Some Common Problems
Pain in the neck
Neck pain is often due to poor movement patterns or presents after a whiplash-type injury. Both of these can speed up the normal wear-and-tear that happens in all our joints as we age and can be a cause if pain.
Poor movement patterns can lead to:
- certain neck muscles (stabilisers) becoming weak while other muscles become over-active/'in spasm'
- increased load of the cervical (neck) spinal joints, causing excessive shear of the joints
- narrowing of the foramina (spaces) where the nerves exit between vertebra, which can hamper the nerve's normal movement or can increase pressure on the nerves, leading to symptoms such as pain , numbness of pins and needles in the arm
The shoulder, a ball and socket joint, is an unstable joint in the sense that the 'socket'-part is very shallow. This means that the muscles of the shoulder girdle are absolutely essential in maintaining stability of the joint.
Pain often arises when there are muscle imbalances which can be a contributing factor to rotator cuff syndromes (although not necessarily always the case) and impingement at the shoulder.
Impingement around the shoulder area can also be due to a excessively curved acromion or an osteophyte (bony growth) on the underside of the AC (acromio-clavicular) joint impinging the rotator cuff.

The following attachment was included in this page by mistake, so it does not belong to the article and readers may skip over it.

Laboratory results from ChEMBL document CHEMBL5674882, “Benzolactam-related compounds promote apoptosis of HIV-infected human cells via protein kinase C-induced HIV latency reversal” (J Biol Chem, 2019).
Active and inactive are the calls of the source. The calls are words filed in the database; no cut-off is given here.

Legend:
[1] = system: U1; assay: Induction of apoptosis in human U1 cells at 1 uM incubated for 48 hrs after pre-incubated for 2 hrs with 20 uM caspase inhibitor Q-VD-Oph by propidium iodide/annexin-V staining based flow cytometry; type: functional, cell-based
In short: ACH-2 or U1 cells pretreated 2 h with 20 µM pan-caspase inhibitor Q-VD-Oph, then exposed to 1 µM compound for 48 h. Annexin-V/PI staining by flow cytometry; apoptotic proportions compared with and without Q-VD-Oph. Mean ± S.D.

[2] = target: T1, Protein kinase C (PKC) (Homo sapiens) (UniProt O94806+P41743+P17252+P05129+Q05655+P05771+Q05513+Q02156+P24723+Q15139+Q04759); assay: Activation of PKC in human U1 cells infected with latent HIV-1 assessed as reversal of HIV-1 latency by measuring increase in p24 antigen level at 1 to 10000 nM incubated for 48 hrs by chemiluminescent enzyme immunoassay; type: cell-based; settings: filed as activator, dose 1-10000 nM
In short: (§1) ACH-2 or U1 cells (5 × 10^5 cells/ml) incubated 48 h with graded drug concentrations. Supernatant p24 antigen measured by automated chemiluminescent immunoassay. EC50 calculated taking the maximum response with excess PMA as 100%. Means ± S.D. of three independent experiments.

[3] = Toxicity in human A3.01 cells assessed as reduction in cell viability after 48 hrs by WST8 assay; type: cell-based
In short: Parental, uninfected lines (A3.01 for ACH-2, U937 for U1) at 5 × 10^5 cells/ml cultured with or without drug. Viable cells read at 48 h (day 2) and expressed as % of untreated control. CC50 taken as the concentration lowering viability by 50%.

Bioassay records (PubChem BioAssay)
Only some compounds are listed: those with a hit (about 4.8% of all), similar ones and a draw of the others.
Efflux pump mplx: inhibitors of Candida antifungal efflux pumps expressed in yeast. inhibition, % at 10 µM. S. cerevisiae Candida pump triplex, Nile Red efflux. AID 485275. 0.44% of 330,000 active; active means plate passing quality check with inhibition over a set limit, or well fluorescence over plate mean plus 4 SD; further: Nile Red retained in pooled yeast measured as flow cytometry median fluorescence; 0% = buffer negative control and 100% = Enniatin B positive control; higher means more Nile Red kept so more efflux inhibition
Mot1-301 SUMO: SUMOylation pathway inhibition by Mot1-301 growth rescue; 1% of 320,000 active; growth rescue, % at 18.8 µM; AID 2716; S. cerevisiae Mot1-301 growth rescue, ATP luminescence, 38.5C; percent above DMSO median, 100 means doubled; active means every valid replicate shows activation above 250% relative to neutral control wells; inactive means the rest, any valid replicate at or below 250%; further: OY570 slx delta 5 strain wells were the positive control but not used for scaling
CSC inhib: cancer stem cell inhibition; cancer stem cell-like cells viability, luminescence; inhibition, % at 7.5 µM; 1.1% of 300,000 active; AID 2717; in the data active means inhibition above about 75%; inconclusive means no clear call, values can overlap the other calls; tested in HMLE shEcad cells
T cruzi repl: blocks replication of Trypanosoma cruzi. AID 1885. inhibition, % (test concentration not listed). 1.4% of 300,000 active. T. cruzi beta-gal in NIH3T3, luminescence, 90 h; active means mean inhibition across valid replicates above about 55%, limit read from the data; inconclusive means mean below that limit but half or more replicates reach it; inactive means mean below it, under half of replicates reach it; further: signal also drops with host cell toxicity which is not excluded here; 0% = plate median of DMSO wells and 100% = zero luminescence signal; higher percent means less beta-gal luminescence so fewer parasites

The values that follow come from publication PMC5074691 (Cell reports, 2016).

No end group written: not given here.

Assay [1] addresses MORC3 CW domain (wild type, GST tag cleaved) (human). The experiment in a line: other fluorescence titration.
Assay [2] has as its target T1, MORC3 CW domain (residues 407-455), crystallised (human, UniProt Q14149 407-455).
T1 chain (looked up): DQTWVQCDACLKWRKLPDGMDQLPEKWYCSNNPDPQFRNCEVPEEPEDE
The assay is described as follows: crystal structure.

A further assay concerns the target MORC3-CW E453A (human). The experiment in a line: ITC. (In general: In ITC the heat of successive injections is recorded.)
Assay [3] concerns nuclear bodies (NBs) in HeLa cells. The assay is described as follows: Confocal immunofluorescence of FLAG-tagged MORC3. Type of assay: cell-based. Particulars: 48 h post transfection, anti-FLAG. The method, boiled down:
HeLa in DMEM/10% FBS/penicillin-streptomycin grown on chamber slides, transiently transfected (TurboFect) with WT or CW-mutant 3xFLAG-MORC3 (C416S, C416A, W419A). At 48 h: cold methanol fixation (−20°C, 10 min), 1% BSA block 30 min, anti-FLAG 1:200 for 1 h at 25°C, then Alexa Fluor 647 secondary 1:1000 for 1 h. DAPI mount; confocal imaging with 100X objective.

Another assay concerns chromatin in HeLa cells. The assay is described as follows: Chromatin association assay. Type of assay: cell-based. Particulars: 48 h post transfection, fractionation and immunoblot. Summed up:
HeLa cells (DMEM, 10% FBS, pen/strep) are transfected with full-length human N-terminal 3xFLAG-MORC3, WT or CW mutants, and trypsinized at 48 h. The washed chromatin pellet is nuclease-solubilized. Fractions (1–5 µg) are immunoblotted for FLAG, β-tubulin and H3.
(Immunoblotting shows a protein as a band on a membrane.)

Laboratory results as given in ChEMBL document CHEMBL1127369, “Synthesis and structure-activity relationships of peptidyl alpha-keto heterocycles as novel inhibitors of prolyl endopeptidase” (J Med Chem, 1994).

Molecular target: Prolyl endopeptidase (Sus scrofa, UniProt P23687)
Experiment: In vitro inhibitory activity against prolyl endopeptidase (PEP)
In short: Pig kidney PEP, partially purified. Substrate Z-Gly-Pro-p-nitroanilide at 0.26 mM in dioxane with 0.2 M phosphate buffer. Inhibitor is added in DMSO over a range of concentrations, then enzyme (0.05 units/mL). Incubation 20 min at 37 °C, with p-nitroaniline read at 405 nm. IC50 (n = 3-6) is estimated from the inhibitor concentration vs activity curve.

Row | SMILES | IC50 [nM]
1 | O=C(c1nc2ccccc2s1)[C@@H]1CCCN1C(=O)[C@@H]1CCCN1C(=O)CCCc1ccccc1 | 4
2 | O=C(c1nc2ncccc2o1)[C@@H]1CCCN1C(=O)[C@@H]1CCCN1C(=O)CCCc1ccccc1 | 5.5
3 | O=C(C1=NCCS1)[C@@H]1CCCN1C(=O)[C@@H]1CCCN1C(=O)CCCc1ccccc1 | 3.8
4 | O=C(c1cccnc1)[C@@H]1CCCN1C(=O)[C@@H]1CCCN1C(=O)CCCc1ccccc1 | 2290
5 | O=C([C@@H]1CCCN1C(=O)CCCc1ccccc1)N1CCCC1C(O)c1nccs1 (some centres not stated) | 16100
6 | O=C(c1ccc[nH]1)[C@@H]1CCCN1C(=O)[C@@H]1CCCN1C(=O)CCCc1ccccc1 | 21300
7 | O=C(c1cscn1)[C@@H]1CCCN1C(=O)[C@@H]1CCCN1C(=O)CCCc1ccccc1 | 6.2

Knee problems are common in runners, soccer players etc, but you don't have to be an elite athlete to suffer with a painful knee.
Things to consider:
- Have I increased my running distance lately?
- Has the surface I usually run on changed?
- Have I changed my foot gear?
Research shows that weakness of the muscles around the hips and/or pelvis can contribute to the developement of knee pain. Weakness of the hip muscles influence the position of the knee during movement (which is exaspirated with high impact exercises).
Your physiotherapist will also assess for possible tightness of the ITB, check the position and movement of your patella, as well as the general symmetry of the legs.